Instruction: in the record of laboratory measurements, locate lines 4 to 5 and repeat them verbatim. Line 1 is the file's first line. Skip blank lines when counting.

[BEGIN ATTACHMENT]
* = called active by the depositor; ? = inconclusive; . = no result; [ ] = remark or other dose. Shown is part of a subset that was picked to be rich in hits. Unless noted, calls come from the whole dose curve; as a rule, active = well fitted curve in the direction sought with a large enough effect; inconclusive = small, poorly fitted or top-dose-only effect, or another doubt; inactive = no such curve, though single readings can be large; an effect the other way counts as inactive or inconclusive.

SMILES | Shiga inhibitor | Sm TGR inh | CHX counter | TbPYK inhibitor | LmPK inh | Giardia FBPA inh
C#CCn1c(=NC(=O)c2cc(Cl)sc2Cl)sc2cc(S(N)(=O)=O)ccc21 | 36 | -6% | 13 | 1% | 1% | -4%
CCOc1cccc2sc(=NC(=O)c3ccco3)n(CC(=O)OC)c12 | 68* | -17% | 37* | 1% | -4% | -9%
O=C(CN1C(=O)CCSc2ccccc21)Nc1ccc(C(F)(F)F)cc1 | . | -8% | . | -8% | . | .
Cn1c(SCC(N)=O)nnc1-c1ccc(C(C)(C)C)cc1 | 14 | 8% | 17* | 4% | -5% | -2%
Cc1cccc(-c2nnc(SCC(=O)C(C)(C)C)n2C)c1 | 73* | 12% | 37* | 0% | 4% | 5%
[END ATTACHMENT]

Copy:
CCOc1cccc2sc(=NC(=O)c3ccco3)n(CC(=O)OC)c12 | 68* | -17% | 37* | 1% | -4% | -9%
O=C(CN1C(=O)CCSc2ccccc21)Nc1ccc(C(F)(F)F)cc1 | . | -8% | . | -8% | . | .